therapy as compared to steroid free therapy . In 2000
mTOR inhibitors were introduced for immunosuppression
of pancreatic transplantation , such as Everolimus and
sirolimus ,both found to be effective and SPKT particularly
to avoid renal complications and an alternative for MMF to
reduce complications caused by MMF such as leucopenia and GI toxicity. Costimulatory blockade agents like
Belatacept are least for immunosuppression of pancreatic
graft recipient. In the 50-year-history of pancreas
transplantation, researchers were unable establish a
gold immunosuppressive regimen standard.
Technical failure is the primary complication for
a graft failure within the first three months after
transplantation, vascular thrombosis account for half of
the pancreatic graft lose  that is: 50%, pancreatitis
20%, infections 18%, fistula 6.5% Bleeding accounts
for 2.4% for total pancreatic graft failure . The risk
factors associated with surgical complications are: age
factor( aging more than 45 for donor or recipient) and
cold ischemia lasting more than 24 hours . Medical
history of recipient also play an important role in survival
of pancreatic graft. About 10-25% pancreatic transplant
with bladder drainage of exocrine secretions need to be
converted to enteric drainage . Enteric drainage(
intestinal leakage) is one of the significant postoperative
complication observed in 5-8% of graft, treated by
removal of pancreatic graft . Even though there are
advancements in immunosuppression and antibiotic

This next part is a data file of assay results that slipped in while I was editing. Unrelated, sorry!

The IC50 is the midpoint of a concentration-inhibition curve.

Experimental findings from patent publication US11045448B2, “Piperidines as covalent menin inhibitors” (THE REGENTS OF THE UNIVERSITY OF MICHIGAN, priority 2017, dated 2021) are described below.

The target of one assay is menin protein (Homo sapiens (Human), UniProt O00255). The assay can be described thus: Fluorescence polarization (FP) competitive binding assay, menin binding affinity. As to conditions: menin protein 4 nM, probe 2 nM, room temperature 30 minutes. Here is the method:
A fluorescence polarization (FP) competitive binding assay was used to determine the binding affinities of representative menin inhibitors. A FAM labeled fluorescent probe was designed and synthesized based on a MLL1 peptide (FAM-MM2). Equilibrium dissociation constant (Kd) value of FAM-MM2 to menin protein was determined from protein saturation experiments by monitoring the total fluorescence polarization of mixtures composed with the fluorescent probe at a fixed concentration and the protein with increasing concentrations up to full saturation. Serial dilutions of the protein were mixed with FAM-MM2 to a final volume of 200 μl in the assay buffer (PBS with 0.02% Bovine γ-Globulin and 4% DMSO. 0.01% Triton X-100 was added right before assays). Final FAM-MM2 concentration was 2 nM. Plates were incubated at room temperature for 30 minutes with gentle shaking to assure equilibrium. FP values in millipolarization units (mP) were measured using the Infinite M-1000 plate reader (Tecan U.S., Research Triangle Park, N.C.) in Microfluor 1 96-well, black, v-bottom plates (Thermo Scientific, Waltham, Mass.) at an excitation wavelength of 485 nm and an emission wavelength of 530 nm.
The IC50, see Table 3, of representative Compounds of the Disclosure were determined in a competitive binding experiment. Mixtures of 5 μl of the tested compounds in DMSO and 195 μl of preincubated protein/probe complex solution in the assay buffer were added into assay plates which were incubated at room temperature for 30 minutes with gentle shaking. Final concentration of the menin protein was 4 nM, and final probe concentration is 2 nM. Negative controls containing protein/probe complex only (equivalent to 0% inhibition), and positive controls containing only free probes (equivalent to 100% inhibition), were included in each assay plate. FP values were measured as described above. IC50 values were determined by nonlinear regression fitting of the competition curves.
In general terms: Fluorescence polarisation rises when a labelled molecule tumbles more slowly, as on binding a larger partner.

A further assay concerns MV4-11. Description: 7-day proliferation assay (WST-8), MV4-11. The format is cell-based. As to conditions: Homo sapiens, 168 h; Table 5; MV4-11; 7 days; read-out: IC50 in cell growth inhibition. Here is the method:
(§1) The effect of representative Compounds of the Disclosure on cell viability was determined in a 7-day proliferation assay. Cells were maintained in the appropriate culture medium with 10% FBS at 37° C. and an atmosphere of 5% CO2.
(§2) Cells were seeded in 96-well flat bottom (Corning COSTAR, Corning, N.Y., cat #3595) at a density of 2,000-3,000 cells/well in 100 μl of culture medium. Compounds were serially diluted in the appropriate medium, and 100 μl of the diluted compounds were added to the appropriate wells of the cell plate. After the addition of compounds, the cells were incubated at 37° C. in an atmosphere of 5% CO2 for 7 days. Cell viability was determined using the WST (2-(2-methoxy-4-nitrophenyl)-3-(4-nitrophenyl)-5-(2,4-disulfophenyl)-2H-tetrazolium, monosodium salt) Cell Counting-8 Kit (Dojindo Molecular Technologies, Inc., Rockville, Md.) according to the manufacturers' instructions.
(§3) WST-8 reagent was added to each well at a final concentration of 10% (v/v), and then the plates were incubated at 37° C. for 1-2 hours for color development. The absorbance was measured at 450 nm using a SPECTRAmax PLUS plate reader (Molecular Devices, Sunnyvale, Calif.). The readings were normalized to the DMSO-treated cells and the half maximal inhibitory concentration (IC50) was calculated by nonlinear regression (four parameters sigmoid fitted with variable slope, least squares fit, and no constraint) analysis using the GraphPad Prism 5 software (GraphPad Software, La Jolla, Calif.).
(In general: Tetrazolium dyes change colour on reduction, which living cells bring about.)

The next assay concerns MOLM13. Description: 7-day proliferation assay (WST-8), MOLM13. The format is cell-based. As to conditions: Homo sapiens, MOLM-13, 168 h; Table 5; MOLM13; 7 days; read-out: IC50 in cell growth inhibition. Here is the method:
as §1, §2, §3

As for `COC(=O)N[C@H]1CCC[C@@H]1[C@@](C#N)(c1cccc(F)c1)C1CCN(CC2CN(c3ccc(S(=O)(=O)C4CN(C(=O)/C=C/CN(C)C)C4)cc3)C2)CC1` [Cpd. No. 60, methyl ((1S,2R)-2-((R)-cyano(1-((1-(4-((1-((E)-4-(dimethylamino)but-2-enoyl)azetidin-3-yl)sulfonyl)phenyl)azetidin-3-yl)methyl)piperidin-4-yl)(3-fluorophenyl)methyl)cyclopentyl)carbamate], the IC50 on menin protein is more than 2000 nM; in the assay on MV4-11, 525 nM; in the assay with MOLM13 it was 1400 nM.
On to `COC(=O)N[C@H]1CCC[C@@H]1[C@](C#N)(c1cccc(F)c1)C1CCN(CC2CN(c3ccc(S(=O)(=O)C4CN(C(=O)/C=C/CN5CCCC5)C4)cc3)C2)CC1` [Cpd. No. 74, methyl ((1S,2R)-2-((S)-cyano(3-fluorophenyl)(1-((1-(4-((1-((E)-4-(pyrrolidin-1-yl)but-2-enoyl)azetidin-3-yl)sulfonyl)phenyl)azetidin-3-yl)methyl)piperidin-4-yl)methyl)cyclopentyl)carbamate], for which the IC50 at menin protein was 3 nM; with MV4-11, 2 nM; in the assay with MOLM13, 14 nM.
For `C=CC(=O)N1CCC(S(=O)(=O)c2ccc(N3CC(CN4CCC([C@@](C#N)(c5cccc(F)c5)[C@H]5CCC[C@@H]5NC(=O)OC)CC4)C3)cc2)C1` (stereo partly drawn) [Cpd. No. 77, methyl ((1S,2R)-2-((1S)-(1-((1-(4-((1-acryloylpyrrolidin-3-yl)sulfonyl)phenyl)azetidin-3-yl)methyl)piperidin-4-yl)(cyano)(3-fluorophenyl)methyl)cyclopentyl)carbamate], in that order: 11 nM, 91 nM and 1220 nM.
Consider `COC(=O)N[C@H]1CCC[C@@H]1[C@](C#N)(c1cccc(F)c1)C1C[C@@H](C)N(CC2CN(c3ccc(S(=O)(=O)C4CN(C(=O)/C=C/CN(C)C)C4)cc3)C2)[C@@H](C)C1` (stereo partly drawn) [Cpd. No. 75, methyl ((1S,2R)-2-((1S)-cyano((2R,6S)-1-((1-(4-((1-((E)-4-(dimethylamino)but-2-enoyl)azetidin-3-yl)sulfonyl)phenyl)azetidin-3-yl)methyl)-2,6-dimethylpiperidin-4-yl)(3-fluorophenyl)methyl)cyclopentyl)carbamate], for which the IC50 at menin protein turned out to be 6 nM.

therapy, infections still are the major cause for mortality
and morbidity in pancreas transplantation. An early
detection of infectious agent and etiology of infection can
be helpful to improve graft survival.
Outcomes of pancreas transplantation improved in last
five decades but there was a slight decline in number of
transplants after 2004 [62, 63]. Five year patient survival
rates for all three groups are approximately 90% and for
ten years 70%. Insulin independence for 5 years is 73% in
SPK, 64% in PAK and 53% in PAT. Half life of pancreatic
graft is 10-15 years. Therefore a lot of work is needed
to be done on pancreas transplantation. Increase the
number of transplantation centers should be the urge of
the authorities, as until now pancreas transplantation in
limited to a few centers and only upcoming surgeons are
trained to perform the surgery. Especially in Asia and
developing countries all over the world. As diabetes data
suggest, there is a huge gap to be filled between large
number of patients and lack of surgical skills as well as
scarcity of transplantation centers. Although liver and
kidney transplantation are very common but pancreas
transplantation is limited o to some countries and a few
Pancreas transplantation is the most effective
treatment for diabetes. Better surgical method can
be chosen to minimize the surgical complications
with enteric or bladder drainage. Advancement in
immunosuppression improved life after transplantation.
There is an improved quality of life in uremic diabetic
This study is supported by research grants from
the National Natural Science Foundation of China (NO.
81460132),Yunnan Natural Science Foundation of China
Conflict of interest
Authors report no conflicts of interest.